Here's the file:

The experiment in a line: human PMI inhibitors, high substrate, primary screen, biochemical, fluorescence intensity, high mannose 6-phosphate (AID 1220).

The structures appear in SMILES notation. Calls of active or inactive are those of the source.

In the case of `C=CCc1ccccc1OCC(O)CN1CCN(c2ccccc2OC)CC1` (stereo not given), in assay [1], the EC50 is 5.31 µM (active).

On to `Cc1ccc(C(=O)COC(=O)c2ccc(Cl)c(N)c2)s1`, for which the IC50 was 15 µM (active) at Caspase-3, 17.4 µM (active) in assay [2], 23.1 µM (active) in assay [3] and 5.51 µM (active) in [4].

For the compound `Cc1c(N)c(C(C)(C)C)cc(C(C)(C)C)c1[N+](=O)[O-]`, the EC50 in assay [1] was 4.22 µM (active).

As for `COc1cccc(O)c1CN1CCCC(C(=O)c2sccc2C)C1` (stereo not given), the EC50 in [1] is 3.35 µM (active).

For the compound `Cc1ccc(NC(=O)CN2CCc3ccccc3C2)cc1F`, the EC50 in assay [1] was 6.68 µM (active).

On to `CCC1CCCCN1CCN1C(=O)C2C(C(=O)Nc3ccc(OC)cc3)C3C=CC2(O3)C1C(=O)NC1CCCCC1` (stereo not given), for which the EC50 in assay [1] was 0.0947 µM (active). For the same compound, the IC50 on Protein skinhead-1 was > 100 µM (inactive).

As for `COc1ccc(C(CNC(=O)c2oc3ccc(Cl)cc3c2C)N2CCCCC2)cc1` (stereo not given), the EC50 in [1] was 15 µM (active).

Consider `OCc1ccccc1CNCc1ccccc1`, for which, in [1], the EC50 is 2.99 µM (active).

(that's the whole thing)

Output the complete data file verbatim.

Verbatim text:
The experiment in a line: human PMI inhibitors, high substrate, primary screen, biochemical, fluorescence intensity, high mannose 6-phosphate (AID 1220).

The structures appear in SMILES notation. Calls of active or inactive are those of the source.

In the case of `C=CCc1ccccc1OCC(O)CN1CCN(c2ccccc2OC)CC1` (stereo not given), in assay [1], the EC50 is 5.31 µM (active).

On to `Cc1ccc(C(=O)COC(=O)c2ccc(Cl)c(N)c2)s1`, for which the IC50 was 15 µM (active) at Caspase-3, 17.4 µM (active) in assay [2], 23.1 µM (active) in assay [3] and 5.51 µM (active) in [4].

For the compound `Cc1c(N)c(C(C)(C)C)cc(C(C)(C)C)c1[N+](=O)[O-]`, the EC50 in assay [1] was 4.22 µM (active).

As for `COc1cccc(O)c1CN1CCCC(C(=O)c2sccc2C)C1` (stereo not given), the EC50 in [1] is 3.35 µM (active).

For the compound `Cc1ccc(NC(=O)CN2CCc3ccccc3C2)cc1F`, the EC50 in assay [1] was 6.68 µM (active).

On to `CCC1CCCCN1CCN1C(=O)C2C(C(=O)Nc3ccc(OC)cc3)C3C=CC2(O3)C1C(=O)NC1CCCCC1` (stereo not given), for which the EC50 in assay [1] was 0.0947 µM (active). For the same compound, the IC50 on Protein skinhead-1 was > 100 µM (inactive).

As for `COc1ccc(C(CNC(=O)c2oc3ccc(Cl)cc3c2C)N2CCCCC2)cc1` (stereo not given), the EC50 in [1] was 15 µM (active).

Consider `OCc1ccccc1CNCc1ccccc1`, for which, in [1], the EC50 is 2.99 µM (active).